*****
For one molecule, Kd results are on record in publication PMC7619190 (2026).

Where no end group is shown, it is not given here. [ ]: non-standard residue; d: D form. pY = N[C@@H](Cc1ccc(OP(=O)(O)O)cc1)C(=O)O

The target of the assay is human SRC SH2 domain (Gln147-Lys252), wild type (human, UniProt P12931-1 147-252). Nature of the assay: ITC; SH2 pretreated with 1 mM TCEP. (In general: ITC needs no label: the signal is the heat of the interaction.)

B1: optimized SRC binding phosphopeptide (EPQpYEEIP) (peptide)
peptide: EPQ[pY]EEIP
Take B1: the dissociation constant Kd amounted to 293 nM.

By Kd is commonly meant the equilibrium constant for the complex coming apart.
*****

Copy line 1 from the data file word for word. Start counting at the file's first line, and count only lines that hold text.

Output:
For one molecule, Kd results are on record in publication PMC7619190 (2026).